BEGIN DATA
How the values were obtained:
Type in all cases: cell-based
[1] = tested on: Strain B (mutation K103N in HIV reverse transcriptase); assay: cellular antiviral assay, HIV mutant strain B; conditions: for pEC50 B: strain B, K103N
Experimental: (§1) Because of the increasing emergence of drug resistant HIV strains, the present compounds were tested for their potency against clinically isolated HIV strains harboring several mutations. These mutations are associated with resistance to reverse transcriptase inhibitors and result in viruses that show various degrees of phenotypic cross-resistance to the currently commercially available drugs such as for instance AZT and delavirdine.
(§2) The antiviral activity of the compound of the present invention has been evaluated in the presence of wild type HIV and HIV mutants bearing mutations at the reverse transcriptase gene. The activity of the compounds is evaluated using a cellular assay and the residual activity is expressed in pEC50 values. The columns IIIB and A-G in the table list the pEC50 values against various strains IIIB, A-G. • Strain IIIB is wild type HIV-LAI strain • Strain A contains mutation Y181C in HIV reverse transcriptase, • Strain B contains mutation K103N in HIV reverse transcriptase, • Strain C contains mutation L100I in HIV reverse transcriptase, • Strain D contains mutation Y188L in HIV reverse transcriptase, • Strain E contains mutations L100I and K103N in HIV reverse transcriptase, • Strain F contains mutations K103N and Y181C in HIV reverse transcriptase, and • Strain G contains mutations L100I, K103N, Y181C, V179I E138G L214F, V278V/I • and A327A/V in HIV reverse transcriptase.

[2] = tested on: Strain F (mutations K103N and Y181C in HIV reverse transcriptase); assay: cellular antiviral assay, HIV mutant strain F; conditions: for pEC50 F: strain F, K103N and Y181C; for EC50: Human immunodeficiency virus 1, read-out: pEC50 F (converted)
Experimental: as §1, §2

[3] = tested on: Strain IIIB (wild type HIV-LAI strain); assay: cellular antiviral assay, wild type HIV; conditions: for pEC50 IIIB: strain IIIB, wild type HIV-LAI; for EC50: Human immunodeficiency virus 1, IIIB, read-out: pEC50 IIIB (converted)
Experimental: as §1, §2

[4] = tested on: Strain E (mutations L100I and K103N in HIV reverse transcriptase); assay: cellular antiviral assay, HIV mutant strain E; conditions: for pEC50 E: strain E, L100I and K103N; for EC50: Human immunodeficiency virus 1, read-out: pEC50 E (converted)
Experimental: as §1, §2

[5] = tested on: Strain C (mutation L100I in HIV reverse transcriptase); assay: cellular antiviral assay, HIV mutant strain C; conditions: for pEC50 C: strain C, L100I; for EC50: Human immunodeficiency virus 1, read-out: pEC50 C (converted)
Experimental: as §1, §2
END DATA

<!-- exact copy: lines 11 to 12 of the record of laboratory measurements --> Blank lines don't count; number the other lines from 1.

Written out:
Experimental: as §1, §2

[5] = tested on: Strain C (mutation L100I in HIV reverse transcriptase); assay: cellular antiviral assay, HIV mutant strain C; conditions: for pEC50 C: strain C, L100I; for EC50: Human immunodeficiency virus 1, read-out: pEC50 C (converted)